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This Museum Exhibit Depicts the History of Latinx Farmworkers

The unveiling of 'Estamos Aquí' has been a catalyst for curiosity about the Latino community in Northeast Wisconsin.
Photo courtesy the Neville Public Museum.

Estamos Aquí, Spanish for "we are here," is the title of a new exhibit on the first floor of the Neville Public Museum in Green Bay, Wisconsin. The exhibit examines Latino identity in the immigrant and migrant community in Northeast Wisconsin—a place generally known for its inhabitants being predominantly of German, Polish and Scandinavian descent. In Brown County and neighboring Oconto County, the 2016 census puts the percentage of whites at 88 percent and 96 percent, respectively.


If not for almost-lifelong resident Antonio Saldaña in partnership with the local advocacy group Casa ALBA Melanie these Latino voices might have gone completely unheard. In fact, much of the exhibit—designed and built over two years—is modeled on Saldaña's experiences as a child migrant worker.

Saldaña's family of migrant workers had been coming to Northeast Wisconsin annually since the 1930s. They would spend a few months every summer picking cucumbers at a farm which supplied the now-defunct Bond Pickle Company. At the entrance of Estamos Aquí stands a replica of the twenty-five by sixteen-foot one-room house in which Antonio, his 13 siblings, and his parents all lived while in Wisconsin for the harvest. Saldaña points to a spot near the door where he slept on the floor. Born in Oconto County, he started working the cucumber fields when he was 4. "As soon as you could walk or talk, you were working," Saldaña says. He estimates that for one day's work, the entire family was paid about $60-70 in the 1970s (about $400 in today's currency).

A migrant camp in 1967. Photo courtesy the Neville Public Museum.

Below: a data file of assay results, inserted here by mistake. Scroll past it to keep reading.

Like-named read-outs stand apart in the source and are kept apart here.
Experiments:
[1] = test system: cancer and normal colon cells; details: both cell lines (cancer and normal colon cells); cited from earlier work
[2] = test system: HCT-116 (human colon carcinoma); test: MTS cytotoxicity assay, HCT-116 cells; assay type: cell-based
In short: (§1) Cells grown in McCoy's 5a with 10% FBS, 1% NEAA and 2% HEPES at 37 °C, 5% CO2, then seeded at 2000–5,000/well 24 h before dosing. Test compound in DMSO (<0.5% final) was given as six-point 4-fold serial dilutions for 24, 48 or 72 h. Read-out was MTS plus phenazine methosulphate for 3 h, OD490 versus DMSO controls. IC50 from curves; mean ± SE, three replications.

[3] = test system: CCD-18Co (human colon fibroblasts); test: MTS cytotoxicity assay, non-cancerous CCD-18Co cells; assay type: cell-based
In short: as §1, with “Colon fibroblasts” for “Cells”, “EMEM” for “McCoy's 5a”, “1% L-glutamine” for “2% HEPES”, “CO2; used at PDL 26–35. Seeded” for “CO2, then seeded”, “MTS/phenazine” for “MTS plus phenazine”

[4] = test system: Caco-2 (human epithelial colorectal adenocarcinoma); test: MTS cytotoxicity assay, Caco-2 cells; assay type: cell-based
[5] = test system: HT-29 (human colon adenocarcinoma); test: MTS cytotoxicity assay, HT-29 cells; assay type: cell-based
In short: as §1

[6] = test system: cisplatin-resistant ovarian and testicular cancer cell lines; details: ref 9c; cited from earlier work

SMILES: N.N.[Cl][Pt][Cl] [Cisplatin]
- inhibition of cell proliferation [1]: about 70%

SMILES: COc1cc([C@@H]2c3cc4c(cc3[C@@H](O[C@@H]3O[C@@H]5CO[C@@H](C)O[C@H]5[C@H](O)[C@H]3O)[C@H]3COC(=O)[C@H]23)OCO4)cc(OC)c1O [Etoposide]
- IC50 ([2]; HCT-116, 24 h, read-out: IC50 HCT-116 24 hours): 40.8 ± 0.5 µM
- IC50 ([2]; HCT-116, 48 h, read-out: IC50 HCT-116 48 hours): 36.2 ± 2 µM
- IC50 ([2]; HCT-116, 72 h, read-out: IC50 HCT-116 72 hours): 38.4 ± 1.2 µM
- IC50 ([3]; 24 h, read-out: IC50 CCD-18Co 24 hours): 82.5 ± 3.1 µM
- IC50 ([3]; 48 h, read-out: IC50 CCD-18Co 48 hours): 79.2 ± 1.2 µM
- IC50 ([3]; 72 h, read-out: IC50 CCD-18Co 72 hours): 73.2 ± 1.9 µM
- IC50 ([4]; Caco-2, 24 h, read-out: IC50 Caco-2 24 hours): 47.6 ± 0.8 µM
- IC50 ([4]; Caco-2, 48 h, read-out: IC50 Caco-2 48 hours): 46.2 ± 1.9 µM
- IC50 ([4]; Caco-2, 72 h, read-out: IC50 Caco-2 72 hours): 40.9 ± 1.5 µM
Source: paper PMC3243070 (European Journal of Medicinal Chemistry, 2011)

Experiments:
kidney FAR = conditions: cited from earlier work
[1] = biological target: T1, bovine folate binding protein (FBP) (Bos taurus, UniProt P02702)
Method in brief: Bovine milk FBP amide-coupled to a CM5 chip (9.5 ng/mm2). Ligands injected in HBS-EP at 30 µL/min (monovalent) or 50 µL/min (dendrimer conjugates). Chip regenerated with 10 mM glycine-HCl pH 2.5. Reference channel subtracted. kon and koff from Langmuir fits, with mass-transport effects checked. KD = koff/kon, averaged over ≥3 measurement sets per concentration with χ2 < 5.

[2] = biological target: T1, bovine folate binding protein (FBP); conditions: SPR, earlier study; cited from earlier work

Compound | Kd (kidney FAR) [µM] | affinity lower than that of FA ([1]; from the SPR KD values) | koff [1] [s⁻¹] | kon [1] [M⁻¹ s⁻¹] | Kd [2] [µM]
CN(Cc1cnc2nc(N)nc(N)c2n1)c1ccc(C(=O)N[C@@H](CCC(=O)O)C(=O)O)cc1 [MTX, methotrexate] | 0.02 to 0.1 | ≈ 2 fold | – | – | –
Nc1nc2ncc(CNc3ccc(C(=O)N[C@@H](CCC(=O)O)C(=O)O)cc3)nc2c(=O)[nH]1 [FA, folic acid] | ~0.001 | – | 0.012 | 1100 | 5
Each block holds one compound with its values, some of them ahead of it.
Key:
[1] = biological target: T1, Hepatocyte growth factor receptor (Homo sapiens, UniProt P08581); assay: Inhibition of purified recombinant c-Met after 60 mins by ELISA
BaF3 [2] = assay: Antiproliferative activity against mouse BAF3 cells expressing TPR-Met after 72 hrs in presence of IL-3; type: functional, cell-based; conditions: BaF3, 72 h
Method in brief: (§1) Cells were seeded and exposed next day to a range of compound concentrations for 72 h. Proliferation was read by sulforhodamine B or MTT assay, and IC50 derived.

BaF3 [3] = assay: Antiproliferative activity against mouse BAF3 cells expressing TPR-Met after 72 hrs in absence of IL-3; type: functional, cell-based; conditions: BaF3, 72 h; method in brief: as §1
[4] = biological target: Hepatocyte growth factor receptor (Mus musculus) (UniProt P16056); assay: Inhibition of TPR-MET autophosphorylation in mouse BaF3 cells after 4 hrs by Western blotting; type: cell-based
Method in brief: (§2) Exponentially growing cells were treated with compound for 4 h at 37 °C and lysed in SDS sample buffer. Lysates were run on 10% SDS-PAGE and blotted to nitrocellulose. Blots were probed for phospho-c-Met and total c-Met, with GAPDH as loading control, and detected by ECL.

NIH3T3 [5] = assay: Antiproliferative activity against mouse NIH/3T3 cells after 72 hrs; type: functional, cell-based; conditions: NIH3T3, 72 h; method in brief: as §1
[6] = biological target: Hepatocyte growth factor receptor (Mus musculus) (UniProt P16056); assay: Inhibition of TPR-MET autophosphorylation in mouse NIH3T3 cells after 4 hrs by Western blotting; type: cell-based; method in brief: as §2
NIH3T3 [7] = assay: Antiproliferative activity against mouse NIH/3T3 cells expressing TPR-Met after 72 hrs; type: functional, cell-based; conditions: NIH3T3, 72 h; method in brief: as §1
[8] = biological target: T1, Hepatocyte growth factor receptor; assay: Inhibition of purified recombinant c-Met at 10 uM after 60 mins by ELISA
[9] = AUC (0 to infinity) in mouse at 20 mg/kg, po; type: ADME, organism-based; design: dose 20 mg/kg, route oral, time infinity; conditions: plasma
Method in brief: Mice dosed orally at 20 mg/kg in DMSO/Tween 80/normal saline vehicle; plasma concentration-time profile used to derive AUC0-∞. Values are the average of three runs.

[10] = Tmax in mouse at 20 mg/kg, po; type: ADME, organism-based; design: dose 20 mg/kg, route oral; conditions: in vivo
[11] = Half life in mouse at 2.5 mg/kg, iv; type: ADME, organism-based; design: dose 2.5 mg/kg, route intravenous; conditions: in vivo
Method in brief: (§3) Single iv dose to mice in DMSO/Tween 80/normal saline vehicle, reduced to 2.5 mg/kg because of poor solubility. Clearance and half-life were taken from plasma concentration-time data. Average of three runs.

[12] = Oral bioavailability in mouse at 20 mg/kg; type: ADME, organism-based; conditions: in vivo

There may have been tiny houses in which they stayed, but there was no real "home" for the Saldaña family. When they weren't in Wisconsin harvesting cucumbers, they would be harvesting tomatoes in Ohio or picking cotton, onions, or carrots in Texas. Saldaña's cousins harvested oranges in Florida and California. "It was hard to make friends because of the language barrier; we were mostly around other migrant workers. It was hard to get educated because we were moving around," Saldaña says. "We changed schools all the time, but somehow I stayed in because I was smart."


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Saldaña became a permanent resident of Wisconsin at the age of 14 when he had the opportunity to live with his older sister in Green Bay and go to school full time. Saldaña is a fourth-generation American, yet was the first in his family to obtain a high school diploma, and then a college degree.

Though the cucumber farms are long gone, the state's main industries of today are still sustained by Latino immigrant and migrant work. One of the first bright, yellow walls you encounter inside the exhibit reads: "Half of all dairy workers are Latino." Half of all meat processing employees are Latino, as well—and their contributions in each industry are artfully detailed in Estamos Aquí. The rest of the display illustrates numerous Latino, but mostly Mexican, traditions—holidays, family customs, dress, and cuisine. A section dedicated to assimilation displays a bright, woven, green and gold Green Bay Packers poncho. Considering the name's tie to the Wisconsin meatpacking industry, the significance of the fan gear is poignant.